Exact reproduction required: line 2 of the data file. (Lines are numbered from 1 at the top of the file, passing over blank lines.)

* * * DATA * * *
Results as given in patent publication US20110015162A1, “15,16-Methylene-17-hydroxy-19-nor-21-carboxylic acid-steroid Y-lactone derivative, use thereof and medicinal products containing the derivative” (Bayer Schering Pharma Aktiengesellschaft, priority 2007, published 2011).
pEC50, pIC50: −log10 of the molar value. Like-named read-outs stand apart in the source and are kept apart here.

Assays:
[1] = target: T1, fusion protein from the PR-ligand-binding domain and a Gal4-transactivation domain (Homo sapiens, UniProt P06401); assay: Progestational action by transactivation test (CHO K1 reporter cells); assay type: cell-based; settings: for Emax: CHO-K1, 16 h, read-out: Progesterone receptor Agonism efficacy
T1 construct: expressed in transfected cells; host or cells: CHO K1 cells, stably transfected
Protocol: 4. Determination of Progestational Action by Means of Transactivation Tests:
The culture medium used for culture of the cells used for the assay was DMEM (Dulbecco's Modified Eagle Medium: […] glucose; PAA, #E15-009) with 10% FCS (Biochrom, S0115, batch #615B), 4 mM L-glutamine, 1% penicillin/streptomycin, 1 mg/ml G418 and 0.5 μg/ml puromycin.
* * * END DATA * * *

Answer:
pEC50, pIC50: −log10 of the molar value. Like-named read-outs stand apart in the source and are kept apart here.